Deans' stroke musings

Changing stroke rehab and research worldwide now.Time is Brain!Just think of all the trillions and trillions of neurons that DIE each day because there are NO effective hyperacute therapies besides tPA(only 12% effective). I have 493 posts on hyperacute therapy, enough for researchers to spend decades proving them out. These are my personal ideas and blog on stroke rehabilitation and stroke research. Do not attempt any of these without checking with your medical provider. Unless you join me in agitating, when you need these therapies they won't be there.

What this blog is for:

Shortly after getting out of the hospital and getting NO information on the process or protocols of stroke rehabilitation and recovery I started searching on the internet and found that no other survivor received useful information. This is an attempt to cover all stroke rehabilitation information that should be readily available to survivors so they can talk with informed knowledge to their medical staff. It's quite disgusting that this information is not available from every stroke association and doctors group.
My back ground story is here:http://oc1dean.blogspot.com/2010/11/my-background-story_8.html

Monday, October 17, 2016

Evaluating use of the Siebens domain management model during inpatient rehabilitation to increase functional independence and discharge rate to home in stroke patients

Mumbo jumbo statistic reciting, totally fucking useless.
http://search.naric.com/research/rehab/redesign_record.cfm?search=2&type=all&criteria=J74456&phrase=no&rec=131638&article_source=Rehab&international=0&international_language=&international_location=

NARIC Accession Number: J74456.  What's this?
ISSN: 1934-1482.
Author(s): Kushner, David S.; Peters, Kenneth M.; Johnson-Greene, Doug.
Project Number: 90DP0046 (formerly H133A120099).
Publication Year: 2015.
Number of Pages: 11.
Abstract: Study evaluated the use of the Siebens Domain Management Model (SDMM) during stroke inpatient rehabilitation (IR) to increase functional independence and rate of discharge to home. The SDMM involved weekly adjustments of IR care focused on potential barriers to discharge home including medical/surgical issues, cognitive/emotional coping issues, physical function, and living environment/community re-entry needs. This study entailed a comparison of pre-intervention and post-intervention participant outcome metrics for the purpose of assessing the use of SDMM in stroke IR. The pre-intervention group included 154 patients with ischemic/hemorrhagic strokes who were, on average, admitted to an IR facility 9.1 days after receiving acute care in 2010. The post-intervention group included 151 patients with ischemic/hemorrhagic strokes who were, on average, admitted to IR 7.3 days after receiving acute care in 2012. Results showed that pre-intervention Functional Independence Measure (FIM) score change during IR length of stay (FIM-LOS efficiency) was 1.44 and post-intervention FIM-LOS efficiency of 2.24, which was significant. Comparison of the 2012 Uniform Data System for Medical Rehabilitation (UDSMR) national FIM-LOS efficiency score (1.72) to the post-intervention score of 2.24 also reached significance. In the pre-intervention group, 57.8 percent were discharged to home/community, 14.9 percent to long-term care (LTC), and 27.3 percent back to acute care whereas in the post-intervention group, 81.2 percent were discharged to home/community, 9.4 percent to LTC, and 9.4 percent back to acute care. Comparison of 2010 to 2012 facility data then showed a 23.4 percent increase in discharge to the community compared with an increase of 5.8 percent for the UDSMR 2010 to 2012 data, representing a community discharge rate that is 4 times greater for the post-intervention group. Findings suggest that use of the SDMM during stroke IR may convey improvement in functional independence and is associated with an increased discharge rate to home/community and a reduction in institutionalization and acute-care transfers.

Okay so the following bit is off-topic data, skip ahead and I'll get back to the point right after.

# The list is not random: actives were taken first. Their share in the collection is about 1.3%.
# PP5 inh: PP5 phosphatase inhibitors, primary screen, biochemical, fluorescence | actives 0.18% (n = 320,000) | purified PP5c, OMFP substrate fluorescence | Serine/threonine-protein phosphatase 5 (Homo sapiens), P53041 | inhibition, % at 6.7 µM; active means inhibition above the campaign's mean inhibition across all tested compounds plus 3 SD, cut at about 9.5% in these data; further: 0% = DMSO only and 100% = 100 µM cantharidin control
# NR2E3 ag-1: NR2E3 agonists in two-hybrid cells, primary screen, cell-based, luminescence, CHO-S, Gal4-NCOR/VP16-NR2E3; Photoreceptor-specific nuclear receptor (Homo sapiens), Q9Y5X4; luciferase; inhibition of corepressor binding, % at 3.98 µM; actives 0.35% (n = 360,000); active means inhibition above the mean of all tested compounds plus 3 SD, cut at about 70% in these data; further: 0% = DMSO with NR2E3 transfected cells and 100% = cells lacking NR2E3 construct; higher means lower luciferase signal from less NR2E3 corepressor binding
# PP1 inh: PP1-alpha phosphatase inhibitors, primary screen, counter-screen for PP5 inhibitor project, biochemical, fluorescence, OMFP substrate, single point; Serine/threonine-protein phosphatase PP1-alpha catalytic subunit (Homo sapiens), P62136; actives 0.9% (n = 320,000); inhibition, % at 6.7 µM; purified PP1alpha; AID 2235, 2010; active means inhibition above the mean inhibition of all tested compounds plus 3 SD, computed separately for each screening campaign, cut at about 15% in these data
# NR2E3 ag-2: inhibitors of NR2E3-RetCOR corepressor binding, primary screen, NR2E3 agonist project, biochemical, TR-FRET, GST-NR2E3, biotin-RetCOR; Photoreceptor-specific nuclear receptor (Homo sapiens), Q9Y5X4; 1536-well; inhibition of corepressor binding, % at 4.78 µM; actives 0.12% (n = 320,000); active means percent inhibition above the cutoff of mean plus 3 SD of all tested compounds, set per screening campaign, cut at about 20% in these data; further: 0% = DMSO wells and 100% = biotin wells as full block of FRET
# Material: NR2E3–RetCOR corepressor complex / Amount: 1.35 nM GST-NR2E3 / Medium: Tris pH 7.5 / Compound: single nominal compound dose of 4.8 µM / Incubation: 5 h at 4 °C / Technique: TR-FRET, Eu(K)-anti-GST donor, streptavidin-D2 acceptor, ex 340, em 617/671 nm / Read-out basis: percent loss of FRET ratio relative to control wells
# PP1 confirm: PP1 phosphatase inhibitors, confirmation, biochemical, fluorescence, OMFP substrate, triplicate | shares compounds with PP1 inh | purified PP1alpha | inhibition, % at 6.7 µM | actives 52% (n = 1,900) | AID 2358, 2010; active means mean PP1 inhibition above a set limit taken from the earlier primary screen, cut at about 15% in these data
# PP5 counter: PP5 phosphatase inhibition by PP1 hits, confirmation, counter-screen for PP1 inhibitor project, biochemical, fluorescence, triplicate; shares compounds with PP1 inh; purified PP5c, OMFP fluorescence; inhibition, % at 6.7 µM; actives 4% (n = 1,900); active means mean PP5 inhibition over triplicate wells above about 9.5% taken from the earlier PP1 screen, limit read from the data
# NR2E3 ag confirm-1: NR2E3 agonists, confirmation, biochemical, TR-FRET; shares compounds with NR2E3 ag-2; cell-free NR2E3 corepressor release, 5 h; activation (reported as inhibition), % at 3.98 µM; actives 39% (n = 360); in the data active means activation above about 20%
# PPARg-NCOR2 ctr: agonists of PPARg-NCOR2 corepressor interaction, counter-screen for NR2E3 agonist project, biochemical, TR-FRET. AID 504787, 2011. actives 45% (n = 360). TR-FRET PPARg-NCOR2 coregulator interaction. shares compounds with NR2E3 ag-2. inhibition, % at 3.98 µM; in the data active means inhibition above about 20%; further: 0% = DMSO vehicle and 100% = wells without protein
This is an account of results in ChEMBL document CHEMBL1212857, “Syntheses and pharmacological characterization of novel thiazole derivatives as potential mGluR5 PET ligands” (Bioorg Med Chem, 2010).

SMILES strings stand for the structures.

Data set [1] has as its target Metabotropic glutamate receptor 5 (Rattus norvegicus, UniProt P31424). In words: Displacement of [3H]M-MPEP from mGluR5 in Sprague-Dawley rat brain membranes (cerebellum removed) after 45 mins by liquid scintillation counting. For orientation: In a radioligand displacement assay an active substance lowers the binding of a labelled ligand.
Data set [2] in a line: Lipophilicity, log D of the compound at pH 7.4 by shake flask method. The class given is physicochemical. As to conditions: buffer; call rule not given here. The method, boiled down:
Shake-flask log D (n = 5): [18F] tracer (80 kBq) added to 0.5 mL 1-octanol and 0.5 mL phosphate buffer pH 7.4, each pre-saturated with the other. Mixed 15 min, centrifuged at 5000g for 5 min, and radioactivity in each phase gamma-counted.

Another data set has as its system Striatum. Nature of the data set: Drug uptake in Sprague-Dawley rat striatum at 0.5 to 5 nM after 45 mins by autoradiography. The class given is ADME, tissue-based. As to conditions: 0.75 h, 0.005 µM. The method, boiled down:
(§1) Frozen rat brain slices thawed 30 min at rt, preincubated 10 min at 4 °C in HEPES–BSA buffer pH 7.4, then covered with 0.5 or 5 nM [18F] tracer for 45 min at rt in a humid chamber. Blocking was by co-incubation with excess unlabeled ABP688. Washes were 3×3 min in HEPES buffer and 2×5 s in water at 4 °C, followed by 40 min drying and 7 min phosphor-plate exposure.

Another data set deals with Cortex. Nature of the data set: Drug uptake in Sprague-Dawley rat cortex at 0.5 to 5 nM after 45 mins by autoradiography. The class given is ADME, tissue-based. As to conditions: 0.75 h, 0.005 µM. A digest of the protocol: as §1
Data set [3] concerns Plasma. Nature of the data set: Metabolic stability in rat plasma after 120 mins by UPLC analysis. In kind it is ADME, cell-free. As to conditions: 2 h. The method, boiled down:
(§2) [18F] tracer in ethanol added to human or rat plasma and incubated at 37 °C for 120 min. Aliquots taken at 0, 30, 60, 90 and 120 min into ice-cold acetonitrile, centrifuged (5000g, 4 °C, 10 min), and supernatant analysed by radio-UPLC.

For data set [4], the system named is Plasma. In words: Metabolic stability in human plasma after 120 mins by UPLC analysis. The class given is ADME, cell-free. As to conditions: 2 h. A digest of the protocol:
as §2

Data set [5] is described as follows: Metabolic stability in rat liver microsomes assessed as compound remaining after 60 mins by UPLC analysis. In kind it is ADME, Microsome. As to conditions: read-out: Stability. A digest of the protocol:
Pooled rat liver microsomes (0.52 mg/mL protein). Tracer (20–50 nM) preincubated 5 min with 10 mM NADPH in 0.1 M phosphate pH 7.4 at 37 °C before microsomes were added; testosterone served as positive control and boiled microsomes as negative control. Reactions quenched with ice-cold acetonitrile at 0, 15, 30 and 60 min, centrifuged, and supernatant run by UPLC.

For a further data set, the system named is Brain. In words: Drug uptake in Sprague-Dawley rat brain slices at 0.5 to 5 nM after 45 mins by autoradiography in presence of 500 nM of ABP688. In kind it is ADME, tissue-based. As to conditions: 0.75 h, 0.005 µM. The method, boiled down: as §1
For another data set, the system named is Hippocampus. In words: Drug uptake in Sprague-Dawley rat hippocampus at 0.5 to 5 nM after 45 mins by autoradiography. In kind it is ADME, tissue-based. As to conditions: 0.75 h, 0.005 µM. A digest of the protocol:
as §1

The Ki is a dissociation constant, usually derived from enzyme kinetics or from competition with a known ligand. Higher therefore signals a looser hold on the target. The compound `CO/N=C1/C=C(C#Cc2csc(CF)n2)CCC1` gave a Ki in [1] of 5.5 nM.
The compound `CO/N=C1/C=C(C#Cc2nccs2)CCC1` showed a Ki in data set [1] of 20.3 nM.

Descriptor Terms: CASE MANAGEMENT, FUNCTIONAL STATUS, HEALTH CARE, OUTCOMES, REHABILITATION FACILITIES, SERVICE DELIVERY, STROKE, SYSTEMS CHANGE.


Can this document be ordered through NARIC's document delivery service*?: Y.

Citation: Kushner, David S., Peters, Kenneth M., Johnson-Greene, Doug. (2015). Evaluating use of the Siebens domain management model during inpatient rehabilitation to increase functional independence and discharge rate to home in stroke patients.  PM & R , 7(4), Pgs. 354-364. Retrieved 10/15/2016, from REHABDATA database.

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